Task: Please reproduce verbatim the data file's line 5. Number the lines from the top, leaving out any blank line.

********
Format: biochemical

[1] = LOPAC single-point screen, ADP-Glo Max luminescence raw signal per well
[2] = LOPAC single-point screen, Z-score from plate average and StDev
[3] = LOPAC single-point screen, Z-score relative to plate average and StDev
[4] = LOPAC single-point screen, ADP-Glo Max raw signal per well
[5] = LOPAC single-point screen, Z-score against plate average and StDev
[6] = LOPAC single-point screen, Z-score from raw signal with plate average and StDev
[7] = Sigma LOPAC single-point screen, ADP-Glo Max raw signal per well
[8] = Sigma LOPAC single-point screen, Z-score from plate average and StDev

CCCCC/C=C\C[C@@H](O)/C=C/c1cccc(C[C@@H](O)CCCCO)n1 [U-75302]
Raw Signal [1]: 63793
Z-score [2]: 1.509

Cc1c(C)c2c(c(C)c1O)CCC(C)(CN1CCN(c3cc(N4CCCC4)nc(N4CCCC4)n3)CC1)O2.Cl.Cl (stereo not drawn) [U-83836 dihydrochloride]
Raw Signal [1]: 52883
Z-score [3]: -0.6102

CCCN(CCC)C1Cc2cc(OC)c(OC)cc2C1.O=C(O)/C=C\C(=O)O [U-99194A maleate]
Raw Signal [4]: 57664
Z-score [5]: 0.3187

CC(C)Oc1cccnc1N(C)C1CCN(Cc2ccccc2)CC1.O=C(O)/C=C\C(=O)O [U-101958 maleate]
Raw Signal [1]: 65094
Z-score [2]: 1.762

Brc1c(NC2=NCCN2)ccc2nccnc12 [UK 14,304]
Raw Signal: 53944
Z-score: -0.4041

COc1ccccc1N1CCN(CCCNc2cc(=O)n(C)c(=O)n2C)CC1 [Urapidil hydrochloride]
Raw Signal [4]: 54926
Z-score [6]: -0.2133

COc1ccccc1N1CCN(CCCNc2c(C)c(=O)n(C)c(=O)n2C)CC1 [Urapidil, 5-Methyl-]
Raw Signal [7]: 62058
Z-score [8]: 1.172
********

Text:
[4] = LOPAC single-point screen, ADP-Glo Max raw signal per well